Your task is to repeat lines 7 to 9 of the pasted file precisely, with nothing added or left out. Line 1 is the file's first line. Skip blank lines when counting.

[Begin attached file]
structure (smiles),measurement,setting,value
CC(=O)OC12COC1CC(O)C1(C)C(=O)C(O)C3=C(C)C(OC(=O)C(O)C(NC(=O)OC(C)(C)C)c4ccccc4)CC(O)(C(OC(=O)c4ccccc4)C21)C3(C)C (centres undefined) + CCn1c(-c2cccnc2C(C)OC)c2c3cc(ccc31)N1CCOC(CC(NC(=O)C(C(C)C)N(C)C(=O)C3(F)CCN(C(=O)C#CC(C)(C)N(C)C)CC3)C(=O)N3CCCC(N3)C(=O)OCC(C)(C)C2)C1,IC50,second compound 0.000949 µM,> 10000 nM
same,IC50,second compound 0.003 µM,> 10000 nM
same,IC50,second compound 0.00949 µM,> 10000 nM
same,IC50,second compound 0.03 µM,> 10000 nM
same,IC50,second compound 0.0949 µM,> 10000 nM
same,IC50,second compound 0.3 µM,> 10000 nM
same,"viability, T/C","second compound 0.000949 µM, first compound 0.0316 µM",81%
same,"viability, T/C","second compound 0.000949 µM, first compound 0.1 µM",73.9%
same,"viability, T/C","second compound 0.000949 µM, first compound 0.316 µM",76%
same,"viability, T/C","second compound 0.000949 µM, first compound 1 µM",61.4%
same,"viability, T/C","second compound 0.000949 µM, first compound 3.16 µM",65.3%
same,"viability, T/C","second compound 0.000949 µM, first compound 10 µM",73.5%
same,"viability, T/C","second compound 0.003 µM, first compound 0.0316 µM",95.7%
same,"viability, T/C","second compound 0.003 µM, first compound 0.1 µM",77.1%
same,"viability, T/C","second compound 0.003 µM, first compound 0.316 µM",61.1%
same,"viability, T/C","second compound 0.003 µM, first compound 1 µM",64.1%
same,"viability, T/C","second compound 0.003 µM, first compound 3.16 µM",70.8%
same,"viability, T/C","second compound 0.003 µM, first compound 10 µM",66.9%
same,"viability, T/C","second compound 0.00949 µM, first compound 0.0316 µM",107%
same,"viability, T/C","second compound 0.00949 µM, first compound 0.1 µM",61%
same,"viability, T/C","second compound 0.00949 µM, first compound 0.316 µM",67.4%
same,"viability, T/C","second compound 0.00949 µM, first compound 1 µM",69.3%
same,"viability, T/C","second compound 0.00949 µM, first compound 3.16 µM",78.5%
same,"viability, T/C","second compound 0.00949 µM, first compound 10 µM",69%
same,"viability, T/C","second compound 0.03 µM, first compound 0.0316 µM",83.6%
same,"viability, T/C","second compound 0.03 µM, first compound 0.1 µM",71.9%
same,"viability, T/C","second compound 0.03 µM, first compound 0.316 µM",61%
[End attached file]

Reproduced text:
same,IC50,second compound 0.3 µM,> 10000 nM
same,"viability, T/C","second compound 0.000949 µM, first compound 0.0316 µM",81%
same,"viability, T/C","second compound 0.000949 µM, first compound 0.1 µM",73.9%